Wednesday, 16 September 2009

Malaysia is 46 Years Old Today

On Page 199 and 200 of Tan Sri Herman J Luping's book, he wrote that Sabah's Independence through Malaysia was announced on Aug 31, 1963 and Tun Mohd Fuad Stephens was made the first Chief Minister. The declaration was made at the Town Padang (Now known as Padang Merdeka in Jesselton (now Kota Kinabalu). The ceremony was attended by Tun Abdul Razak (Deputy Prime Minister), Tun Datu Haji Mustapha Datu Harun (first Sabah's Yang Dipertua Negara now renamed Yang Dipertua Negeri) and other State leaders.


The report below appeared front page lead of the Borneo Post (Sabah edition on Sept 16, 2009)

We’re only 46 today
By Sandra Sokial & Mariah Doksil

TODAY, 46 years ago, a country was born.

It was a merger of four independent nations – North Borneo (now Sabah), Sarawak, Singapore and Malaya – forming the Federation of Malaysia.

Each nation gained its independence separately starting with Malaya on August 31, 1957; Sabah on the same date six years later, Sarawak on July 22, 1963 and Singapore on August 9, the same year.

But yet, despite its historical formation, Malaysia’s ‘birthday’ is left redundant. Many grew up with misconceptions that Malaysia was born when the two states – Sabah and Sarawak – joined the country.

“We formed the country. It is a merger. I have raised the matter that we are distorting history. We are not telling the history of Malaysia as it happened. It seems that we are giving the impression that Malaysia started on August 31, 1957,” said Plantation Industries and Commodities Minister Tan Sri Bernard Dompok.

Dompok, who has been very vocal on the issue, stressed that the level of the people’s awareness is mostly confined to Malaya’s history.

“The level of awareness among Malaysians in Peninsular Malaysia on the formation of Malaysia is lower than those in the East Malaysia, so much so they believe Malaya is Malaysia.

“We often hear some newscasters on national televisions saying ‘Malaysia, termasuk Sabah dan Sarawak’ (Malaysia, including Sabah and Sarawak) … why is this happening? Are the two states not included as part of Malaysia that they have to stress it out? Those terms should go,” he said.

The United Pasokmomogun KadazanDusun Murut Organisation (Upko) president said it is also sad that some of the country’s leaders are ignorant of this fact.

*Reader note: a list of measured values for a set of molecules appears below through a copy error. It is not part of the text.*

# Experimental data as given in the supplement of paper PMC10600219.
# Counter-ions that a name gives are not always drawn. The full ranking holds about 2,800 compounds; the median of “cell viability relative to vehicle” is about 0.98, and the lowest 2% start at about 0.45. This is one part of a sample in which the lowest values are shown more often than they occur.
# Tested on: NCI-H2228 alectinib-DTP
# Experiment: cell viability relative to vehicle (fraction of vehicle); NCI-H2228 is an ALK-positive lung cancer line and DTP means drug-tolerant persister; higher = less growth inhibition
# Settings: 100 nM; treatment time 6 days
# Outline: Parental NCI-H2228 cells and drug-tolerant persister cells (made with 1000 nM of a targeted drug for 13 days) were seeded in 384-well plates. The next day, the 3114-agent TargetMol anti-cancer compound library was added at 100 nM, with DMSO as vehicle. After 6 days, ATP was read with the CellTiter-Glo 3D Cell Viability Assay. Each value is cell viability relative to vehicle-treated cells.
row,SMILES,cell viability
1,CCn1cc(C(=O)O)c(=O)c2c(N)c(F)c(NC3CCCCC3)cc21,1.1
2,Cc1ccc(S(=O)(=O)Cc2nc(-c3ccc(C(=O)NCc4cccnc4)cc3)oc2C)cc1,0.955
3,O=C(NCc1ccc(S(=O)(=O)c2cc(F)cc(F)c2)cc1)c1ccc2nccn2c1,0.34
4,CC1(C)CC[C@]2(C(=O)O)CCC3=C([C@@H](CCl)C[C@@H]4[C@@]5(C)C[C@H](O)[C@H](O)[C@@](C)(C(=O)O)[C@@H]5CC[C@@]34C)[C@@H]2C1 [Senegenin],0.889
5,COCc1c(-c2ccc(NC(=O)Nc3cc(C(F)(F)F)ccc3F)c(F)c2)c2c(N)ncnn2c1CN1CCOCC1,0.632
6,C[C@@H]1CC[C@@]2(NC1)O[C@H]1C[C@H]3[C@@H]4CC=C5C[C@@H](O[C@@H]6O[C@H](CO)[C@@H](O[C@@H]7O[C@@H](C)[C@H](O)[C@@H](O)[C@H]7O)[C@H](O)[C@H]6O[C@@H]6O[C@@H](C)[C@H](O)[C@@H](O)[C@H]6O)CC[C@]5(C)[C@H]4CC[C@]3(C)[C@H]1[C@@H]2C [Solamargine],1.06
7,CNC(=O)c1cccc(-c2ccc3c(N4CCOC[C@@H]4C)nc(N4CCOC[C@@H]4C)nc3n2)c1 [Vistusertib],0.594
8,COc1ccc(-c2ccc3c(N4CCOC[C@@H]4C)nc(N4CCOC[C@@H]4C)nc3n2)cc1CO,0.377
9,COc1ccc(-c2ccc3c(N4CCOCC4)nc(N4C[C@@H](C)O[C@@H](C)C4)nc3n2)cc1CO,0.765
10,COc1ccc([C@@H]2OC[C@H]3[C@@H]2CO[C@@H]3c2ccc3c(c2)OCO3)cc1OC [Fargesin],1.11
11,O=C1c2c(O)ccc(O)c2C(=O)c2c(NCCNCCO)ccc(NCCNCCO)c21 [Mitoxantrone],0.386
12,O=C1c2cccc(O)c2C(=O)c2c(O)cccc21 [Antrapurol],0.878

Once, Dompok recalled, someone likened the situation in the Malaysian history to that of the United States of America.

“We must understand that the four nations joined together to form a new federation which they all agreed to call Malaysia. As for independent nations like Hawaii, like any other nations after that, they joined USA, which did not involve any changes to the name … so there is a difference,” he explained.

He stressed that it is important for Malaysians to understand the facts and historical journey of their country.

Dompok’s views on the matter were seconded by his political rival, Parti Keadilan Rakyat vice president Datuk Dr Jeffrey Kitingan.

“I am sad that people are making the wrong interpretation of the dates. In fact, there is not much stressed on the country’s birthday compared to Malaya’s independence.

“When we formed Malaysia, we agreed to be partners in the country, as stated in the Malaysia Agreement. But today, the situation has changed. We are made as one of the 14 states in Malaysia … this is not what it was supposed to be,” he said.

Jeffrey also stressed that there was not much emphasis on Malaysia Day in any of the history books, adding that the younger generations are deprived of the historical moment where the country was born.

“They may have just a few sentences on it. The rest are Malaya’s independence … why did they push aside such important information from the people?” asked Jeffrey.

Both senior politicians also agreed on a common point – a time will come when the truth itself will prevail.

“I am optimistic about this and I believe the people will know what actually happened back then in 1963. I believe one day September 16 will be recognised as an important date for the country.

“It is my hope that historians will do a comprehensive research on this. A nation can’t have two birthdays,” stressed Dompok.

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